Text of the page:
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MySQL Guide to Ports
There could be from one to over ten ports used within your MySQL ecosystem.  It really depends on what you have enabled, which components you are using, how your applications connect, and other characteristics of your environment. From a security point, these ports need to be opened just wide...

MySQL 8.0: Support for BLOBs in TempTable engine
In some cases, the server creates internal temporary tables while processing statements. These tables could be stored in memory or on disk – the first option is preferred but there exist some limitations. One of such restrictions was presence of TEXT or BLOB columns in the table; as...

Audit Log’s JSON format logging
Blood, sweat, tears and the JSON format logging is finally supported by the Audit Log plugin. This comes in pair with the feature that allows to read log events, which could be useful for rapid analysis of the audit log trail without the need of accessing the files directly.…

Upgrading to MySQL 8.0 with Spatial Data
The big change from MySQL 5.7 to 8.0 when it comes to spatial data, is the support for multiple spatial reference systems and geographic computations. This means that the SRIDs of geometries actually have meaning and affect computations. In 5.7 and earlier, however, the SRIDs are ignored, and all...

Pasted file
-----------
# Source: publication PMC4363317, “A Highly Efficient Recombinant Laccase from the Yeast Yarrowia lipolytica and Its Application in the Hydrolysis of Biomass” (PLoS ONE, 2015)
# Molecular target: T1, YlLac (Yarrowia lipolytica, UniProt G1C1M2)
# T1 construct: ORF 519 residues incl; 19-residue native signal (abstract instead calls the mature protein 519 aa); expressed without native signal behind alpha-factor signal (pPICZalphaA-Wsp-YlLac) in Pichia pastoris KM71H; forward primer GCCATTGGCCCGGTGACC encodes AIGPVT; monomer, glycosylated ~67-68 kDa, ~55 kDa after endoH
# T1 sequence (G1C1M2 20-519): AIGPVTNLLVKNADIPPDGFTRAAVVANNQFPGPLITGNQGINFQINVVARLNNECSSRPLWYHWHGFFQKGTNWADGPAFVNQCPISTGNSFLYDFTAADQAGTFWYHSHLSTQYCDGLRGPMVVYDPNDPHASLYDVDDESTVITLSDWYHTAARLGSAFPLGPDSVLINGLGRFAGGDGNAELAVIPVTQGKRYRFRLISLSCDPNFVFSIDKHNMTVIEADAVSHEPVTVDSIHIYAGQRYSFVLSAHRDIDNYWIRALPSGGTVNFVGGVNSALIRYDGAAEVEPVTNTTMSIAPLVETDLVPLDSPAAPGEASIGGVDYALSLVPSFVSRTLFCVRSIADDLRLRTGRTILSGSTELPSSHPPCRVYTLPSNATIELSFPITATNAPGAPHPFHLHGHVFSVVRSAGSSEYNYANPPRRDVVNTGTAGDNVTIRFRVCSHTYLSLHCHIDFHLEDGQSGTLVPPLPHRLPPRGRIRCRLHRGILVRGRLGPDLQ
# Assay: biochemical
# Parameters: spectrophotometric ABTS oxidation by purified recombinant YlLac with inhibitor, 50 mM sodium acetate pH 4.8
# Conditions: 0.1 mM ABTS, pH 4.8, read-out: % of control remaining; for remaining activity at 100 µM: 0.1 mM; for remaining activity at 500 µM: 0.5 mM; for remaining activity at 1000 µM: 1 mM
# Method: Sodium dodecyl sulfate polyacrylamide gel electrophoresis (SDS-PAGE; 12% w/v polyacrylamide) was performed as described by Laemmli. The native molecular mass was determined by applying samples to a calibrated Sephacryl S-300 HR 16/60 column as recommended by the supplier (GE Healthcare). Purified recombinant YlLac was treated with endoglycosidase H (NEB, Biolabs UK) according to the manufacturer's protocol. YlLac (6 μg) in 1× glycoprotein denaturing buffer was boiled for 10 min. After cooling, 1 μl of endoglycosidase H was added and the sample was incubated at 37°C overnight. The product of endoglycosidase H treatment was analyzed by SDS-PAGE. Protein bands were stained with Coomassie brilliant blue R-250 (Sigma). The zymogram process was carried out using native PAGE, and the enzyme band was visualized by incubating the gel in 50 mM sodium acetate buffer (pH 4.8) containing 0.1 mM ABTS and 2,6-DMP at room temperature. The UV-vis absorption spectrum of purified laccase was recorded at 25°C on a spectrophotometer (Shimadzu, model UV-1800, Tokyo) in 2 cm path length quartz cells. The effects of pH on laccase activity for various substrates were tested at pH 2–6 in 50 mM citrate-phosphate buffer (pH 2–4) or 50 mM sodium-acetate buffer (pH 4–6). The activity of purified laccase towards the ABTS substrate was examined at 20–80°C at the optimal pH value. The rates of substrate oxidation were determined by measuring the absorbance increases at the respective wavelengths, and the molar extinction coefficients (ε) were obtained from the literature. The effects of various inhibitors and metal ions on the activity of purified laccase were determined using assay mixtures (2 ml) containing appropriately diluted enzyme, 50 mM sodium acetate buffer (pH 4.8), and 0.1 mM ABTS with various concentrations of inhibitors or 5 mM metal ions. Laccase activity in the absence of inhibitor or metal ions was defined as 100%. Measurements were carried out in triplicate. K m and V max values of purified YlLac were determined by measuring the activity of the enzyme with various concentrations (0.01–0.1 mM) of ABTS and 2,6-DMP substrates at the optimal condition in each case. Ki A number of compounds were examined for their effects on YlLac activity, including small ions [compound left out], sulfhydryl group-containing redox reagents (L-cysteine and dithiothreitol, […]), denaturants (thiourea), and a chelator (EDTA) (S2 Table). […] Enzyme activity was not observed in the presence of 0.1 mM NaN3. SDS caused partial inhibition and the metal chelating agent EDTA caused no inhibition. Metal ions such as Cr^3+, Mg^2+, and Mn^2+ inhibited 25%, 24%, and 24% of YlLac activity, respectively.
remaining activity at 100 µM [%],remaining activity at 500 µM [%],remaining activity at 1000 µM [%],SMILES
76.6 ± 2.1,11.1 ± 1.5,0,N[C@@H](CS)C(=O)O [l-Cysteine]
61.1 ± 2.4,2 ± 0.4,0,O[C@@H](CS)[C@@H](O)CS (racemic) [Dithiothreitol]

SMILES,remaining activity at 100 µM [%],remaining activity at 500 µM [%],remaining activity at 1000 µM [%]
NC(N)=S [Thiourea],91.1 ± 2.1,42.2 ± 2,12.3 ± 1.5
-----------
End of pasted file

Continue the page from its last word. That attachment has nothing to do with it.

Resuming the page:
Detecting Incompatible Use of Spatial Functions before Upgrading to MySQL 8.0
There are many changes to spatial functions in MySQL 8.0: Old aliases for functions have been removed (after being deprecated in 5.7) Functions that don’t support geographic computations raise errors if called with geographic data in their arguments Many functions support geographic...

Upgrading to MySQL 8.0? Here is what you need to know…
In my previous blog post, I had described the steps to perform an in-place upgrade for upgrading from MySQL 5.7 to MySQL 8.0. In this blog post, I will discuss about the considerations that needs to be taken into account while upgrading to MySQL 8.0 The general in-place upgrade requirement is that...

The connection_control plugin : Keeping brute force attack in check
To quote book of all knowledge:In cryptography, a brute-force attack consists of an attacker trying many passwords or passphrases with the hope of eventually guessing correctly. The attacker systematically checks all possible passwords and passphrases until the correct one is found.…

MySQL 8.0: New Lock free, scalable WAL design
The Write Ahead Log (WAL) is one of the most important components of a database. All the changes to data files are logged in the WAL (called the redo log in InnoDB). This allows to postpone the moment when the modified pages are flushed to disk, still protecting from data losses.…

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